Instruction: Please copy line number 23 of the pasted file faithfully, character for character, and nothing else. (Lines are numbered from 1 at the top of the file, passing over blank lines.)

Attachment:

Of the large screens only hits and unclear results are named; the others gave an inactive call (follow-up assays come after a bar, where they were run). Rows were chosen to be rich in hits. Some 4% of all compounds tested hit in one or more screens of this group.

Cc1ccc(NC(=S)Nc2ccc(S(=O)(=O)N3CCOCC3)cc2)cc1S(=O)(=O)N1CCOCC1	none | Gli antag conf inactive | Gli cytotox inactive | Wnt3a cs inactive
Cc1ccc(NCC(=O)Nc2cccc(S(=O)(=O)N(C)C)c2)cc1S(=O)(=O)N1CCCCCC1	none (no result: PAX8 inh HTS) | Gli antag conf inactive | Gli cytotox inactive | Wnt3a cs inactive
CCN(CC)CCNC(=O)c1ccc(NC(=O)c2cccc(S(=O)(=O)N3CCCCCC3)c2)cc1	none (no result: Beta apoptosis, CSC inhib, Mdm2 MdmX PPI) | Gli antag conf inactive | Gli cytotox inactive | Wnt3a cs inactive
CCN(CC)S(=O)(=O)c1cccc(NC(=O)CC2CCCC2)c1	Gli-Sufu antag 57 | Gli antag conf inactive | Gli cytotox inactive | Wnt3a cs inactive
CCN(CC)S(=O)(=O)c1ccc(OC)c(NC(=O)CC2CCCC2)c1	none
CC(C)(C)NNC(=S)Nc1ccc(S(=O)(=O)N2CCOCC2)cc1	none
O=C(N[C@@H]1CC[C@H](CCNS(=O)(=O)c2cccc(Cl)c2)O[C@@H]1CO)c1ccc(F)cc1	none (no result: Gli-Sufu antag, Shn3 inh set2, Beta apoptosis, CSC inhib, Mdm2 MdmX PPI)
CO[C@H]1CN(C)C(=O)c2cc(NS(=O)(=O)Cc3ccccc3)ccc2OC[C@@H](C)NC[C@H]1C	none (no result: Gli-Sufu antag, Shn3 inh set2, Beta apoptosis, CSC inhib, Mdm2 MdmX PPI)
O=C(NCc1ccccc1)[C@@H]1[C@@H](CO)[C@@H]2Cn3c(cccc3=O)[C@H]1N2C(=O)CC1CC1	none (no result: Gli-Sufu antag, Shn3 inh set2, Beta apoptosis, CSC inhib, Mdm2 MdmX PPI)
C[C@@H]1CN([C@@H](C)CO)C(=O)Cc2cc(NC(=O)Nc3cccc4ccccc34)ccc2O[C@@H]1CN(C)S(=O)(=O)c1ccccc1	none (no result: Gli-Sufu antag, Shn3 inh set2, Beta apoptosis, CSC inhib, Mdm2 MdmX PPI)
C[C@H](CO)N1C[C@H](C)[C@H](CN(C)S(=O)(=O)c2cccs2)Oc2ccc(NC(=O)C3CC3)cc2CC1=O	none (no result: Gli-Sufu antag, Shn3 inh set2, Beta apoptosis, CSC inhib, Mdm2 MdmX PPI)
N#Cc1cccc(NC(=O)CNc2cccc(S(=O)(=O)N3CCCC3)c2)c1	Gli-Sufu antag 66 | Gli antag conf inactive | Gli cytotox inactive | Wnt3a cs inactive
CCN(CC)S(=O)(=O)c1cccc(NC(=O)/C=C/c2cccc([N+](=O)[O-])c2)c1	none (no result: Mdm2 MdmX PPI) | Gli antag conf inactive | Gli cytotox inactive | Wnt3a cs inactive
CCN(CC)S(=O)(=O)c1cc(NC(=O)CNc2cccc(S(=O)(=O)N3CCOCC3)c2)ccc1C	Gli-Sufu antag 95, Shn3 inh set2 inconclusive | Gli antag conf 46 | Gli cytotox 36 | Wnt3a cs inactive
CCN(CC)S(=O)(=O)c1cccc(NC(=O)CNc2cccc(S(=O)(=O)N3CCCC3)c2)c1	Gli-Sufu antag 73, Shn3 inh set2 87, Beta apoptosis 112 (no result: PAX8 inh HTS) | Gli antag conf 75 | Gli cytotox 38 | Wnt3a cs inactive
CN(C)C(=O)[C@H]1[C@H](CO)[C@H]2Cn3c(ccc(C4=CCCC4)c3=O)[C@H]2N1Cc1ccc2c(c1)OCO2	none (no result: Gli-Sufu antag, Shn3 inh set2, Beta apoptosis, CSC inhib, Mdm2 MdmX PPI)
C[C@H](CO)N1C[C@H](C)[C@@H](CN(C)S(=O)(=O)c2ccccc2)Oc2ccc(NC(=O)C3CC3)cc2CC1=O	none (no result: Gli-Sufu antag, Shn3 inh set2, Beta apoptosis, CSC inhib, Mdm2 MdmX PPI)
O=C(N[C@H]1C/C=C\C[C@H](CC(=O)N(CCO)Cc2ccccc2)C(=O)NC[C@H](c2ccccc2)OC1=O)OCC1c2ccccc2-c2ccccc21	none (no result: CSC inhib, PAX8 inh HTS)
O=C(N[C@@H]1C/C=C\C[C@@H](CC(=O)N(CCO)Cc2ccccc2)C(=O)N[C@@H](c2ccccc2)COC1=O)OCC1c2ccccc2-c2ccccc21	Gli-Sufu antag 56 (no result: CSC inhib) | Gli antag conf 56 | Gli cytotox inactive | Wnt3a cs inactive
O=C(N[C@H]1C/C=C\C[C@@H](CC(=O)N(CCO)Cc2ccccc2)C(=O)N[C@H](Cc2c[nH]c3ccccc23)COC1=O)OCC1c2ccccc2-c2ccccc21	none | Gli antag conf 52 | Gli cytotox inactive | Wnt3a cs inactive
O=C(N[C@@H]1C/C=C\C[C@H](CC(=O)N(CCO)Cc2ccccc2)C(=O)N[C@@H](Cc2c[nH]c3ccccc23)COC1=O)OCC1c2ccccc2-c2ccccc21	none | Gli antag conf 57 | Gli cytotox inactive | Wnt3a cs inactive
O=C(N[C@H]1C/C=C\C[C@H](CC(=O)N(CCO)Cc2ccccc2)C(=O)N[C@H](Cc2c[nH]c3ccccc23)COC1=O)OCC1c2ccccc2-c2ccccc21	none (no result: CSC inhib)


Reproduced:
O=C(N[C@H]1C/C=C\C[C@H](CC(=O)N(CCO)Cc2ccccc2)C(=O)N[C@H](Cc2c[nH]c3ccccc23)COC1=O)OCC1c2ccccc2-c2ccccc21	none (no result: CSC inhib)